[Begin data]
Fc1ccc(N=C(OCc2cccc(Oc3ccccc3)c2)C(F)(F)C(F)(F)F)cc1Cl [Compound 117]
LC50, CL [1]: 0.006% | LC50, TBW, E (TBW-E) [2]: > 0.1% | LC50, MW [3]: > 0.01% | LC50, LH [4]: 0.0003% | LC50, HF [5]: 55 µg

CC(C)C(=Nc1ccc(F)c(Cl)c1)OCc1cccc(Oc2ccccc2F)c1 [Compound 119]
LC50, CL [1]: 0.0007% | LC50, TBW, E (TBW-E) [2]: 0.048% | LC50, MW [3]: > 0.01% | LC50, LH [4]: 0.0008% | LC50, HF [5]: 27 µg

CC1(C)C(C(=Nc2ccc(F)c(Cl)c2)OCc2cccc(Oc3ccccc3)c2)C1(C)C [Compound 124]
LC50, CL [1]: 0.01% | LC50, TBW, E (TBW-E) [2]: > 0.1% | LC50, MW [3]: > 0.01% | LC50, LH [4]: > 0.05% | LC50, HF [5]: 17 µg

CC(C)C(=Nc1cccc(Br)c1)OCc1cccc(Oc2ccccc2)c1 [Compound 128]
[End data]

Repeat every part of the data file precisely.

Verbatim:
Fc1ccc(N=C(OCc2cccc(Oc3ccccc3)c2)C(F)(F)C(F)(F)F)cc1Cl [Compound 117]
LC50, CL [1]: 0.006% | LC50, TBW, E (TBW-E) [2]: > 0.1% | LC50, MW [3]: > 0.01% | LC50, LH [4]: 0.0003% | LC50, HF [5]: 55 µg

CC(C)C(=Nc1ccc(F)c(Cl)c1)OCc1cccc(Oc2ccccc2F)c1 [Compound 119]
LC50, CL [1]: 0.0007% | LC50, TBW, E (TBW-E) [2]: 0.048% | LC50, MW [3]: > 0.01% | LC50, LH [4]: 0.0008% | LC50, HF [5]: 27 µg

CC1(C)C(C(=Nc2ccc(F)c(Cl)c2)OCc2cccc(Oc3ccccc3)c2)C1(C)C [Compound 124]
LC50, CL [1]: 0.01% | LC50, TBW, E (TBW-E) [2]: > 0.1% | LC50, MW [3]: > 0.01% | LC50, LH [4]: > 0.05% | LC50, HF [5]: 17 µg

CC(C)C(=Nc1cccc(Br)c1)OCc1cccc(Oc2ccccc2)c1 [Compound 128]